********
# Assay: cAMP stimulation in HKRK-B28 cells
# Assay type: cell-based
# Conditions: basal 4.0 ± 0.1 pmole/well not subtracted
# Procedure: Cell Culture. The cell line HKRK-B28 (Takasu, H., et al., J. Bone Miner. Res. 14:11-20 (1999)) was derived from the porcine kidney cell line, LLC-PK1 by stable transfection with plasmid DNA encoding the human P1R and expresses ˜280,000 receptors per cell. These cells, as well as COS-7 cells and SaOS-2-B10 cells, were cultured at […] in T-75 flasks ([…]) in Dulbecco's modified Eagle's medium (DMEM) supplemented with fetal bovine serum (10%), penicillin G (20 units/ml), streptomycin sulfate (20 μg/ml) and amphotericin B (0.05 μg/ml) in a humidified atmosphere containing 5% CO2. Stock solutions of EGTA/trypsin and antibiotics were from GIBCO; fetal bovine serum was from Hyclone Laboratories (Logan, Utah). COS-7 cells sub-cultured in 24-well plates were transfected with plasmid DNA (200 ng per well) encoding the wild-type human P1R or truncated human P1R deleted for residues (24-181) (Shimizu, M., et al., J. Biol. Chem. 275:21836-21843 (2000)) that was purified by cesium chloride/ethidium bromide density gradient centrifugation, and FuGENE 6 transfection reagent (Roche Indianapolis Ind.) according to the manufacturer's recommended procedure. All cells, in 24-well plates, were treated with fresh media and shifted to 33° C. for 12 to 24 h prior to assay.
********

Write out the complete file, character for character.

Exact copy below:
# Assay: cAMP stimulation in HKRK-B28 cells
# Assay type: cell-based
# Conditions: basal 4.0 ± 0.1 pmole/well not subtracted
# Procedure: Cell Culture. The cell line HKRK-B28 (Takasu, H., et al., J. Bone Miner. Res. 14:11-20 (1999)) was derived from the porcine kidney cell line, LLC-PK1 by stable transfection with plasmid DNA encoding the human P1R and expresses ˜280,000 receptors per cell. These cells, as well as COS-7 cells and SaOS-2-B10 cells, were cultured at […] in T-75 flasks ([…]) in Dulbecco's modified Eagle's medium (DMEM) supplemented with fetal bovine serum (10%), penicillin G (20 units/ml), streptomycin sulfate (20 μg/ml) and amphotericin B (0.05 μg/ml) in a humidified atmosphere containing 5% CO2. Stock solutions of EGTA/trypsin and antibiotics were from GIBCO; fetal bovine serum was from Hyclone Laboratories (Logan, Utah). COS-7 cells sub-cultured in 24-well plates were transfected with plasmid DNA (200 ng per well) encoding the wild-type human P1R or truncated human P1R deleted for residues (24-181) (Shimizu, M., et al., J. Biol. Chem. 275:21836-21843 (2000)) that was purified by cesium chloride/ethidium bromide density gradient centrifugation, and FuGENE 6 transfection reagent (Roche Indianapolis Ind.) according to the manufacturer's recommended procedure. All cells, in 24-well plates, were treated with fresh media and shifted to 33° C. for 12 to 24 h prior to assay.